The Industrial Revolution of the 19th century was a turning point in world history. In Calais, it brought a touch of glamour, as this period marked the development of the lace industry! It is also one of the many examples of how Calais was influenced by its British neighbours...
One might have expected Flemish hand-made lace to have had an influence. After all, Bruges, the “Venice of the North”, is only about 100 km away... But Calais lace actually has its origins in the English city of Nottingham. In 1816, some workers from the city smuggled in the first lace making machines and set up shop in the Saint Pierre quarter. Over the course of the 19th century, the village became a town and the small business became a flourishing industry. Large numbers of Britons settled in Calais, because it was at this time that regular sea crossings began. Many of these people started families and put down roots in Calais - and the traditional English Christmas Pudding is still alive and well here.
Machine-made lace may have originated in England, but a French touch was added when adjustments were made to the machinery which the engineer Joseph-Marie Jacquard had invented for the silk industry. It is no coincidence, therefore, that the main street in the Saint Pierre quarter bears the engineer’s name and that a statue of him stands opposite Calais theatre.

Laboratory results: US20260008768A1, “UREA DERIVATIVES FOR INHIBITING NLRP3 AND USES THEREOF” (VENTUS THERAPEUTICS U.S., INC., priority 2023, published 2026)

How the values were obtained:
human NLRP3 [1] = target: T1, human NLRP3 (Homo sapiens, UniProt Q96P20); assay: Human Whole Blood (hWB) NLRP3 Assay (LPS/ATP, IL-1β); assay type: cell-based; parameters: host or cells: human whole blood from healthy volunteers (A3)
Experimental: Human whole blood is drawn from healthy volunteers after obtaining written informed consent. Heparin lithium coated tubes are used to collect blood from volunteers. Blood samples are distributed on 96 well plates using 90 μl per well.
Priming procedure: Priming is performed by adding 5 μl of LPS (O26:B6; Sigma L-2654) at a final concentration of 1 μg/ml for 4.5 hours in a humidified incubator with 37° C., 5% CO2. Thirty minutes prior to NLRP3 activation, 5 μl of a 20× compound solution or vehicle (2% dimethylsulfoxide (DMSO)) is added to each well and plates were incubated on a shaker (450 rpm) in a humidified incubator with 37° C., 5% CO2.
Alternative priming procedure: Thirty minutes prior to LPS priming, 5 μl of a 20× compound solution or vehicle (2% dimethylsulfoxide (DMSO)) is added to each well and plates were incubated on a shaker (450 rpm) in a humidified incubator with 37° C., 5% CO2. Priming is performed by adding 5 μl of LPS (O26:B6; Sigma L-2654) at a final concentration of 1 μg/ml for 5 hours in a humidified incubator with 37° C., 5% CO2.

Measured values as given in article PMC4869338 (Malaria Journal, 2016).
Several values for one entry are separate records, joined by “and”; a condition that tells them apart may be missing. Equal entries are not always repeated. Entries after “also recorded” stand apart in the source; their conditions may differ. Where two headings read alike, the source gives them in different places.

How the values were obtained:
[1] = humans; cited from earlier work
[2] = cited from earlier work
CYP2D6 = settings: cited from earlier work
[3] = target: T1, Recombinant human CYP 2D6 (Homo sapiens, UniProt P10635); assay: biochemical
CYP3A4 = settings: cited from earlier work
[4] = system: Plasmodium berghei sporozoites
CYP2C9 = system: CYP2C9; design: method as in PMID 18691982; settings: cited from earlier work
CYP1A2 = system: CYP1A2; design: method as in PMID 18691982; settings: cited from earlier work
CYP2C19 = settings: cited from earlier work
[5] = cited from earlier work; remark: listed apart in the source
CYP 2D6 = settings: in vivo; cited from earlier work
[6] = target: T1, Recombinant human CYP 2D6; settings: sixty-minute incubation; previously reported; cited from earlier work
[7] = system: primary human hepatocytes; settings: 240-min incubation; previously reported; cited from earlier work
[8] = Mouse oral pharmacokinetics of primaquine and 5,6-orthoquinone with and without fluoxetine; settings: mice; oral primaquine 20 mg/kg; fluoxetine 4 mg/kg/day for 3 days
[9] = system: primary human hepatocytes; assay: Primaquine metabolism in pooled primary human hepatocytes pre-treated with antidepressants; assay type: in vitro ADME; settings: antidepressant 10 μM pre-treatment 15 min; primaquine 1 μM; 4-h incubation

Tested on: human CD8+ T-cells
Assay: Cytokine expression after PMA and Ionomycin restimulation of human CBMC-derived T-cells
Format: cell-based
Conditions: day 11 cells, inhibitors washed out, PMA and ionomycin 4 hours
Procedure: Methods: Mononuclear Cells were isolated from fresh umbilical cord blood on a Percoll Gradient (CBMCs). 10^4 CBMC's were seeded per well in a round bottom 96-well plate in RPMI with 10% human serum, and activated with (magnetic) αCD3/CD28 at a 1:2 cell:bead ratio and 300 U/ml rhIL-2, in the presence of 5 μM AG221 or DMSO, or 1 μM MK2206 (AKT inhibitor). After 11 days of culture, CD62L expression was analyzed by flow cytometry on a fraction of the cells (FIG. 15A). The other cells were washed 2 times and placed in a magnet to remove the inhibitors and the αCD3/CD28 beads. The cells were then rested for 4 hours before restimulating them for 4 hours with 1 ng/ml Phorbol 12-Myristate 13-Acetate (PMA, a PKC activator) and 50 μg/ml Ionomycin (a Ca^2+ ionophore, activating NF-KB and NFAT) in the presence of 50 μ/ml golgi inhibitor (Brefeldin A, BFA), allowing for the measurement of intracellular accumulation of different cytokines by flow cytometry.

The arrival and subsequent growth of the lace industry caused major upheavals in what was then the town of Saint Pierre. Just imagine! At the beginning of the 19th century, before the first lace making machines arrived, Saint Pierre was a little town of 3,000 inhabitants. 70 years later, in 1885, when it merged with the port of Calais, Saint Pierre had become a city of 33,000 inhabitants! That gives some idea of the rapid urban development needed to cater for this growth... Place Crèvecoeur and the theatre are just two examples of the major changes of the period.
To get an impression of what the Saint Pierre quarter was like, you can also venture into the side streets off the main thoroughfares. There you can see elegant townhouses, remarkable façades, workers’ houses and old workshops - all reminders of a time when about 20,000 people worked in jobs related to the lace industry! The bow-windows of the façades around the theatre are a further example of the English influence.
But lace is not the only activity to reach Calais from England. In the Boulevard Jacquart, you’ll find the “Meccano Lab”, a showcase for the world famous toy. Although it was invented many years ago in Liverpool, most of its kits have, for decades, been made in its Calais factory.Meccano Lab’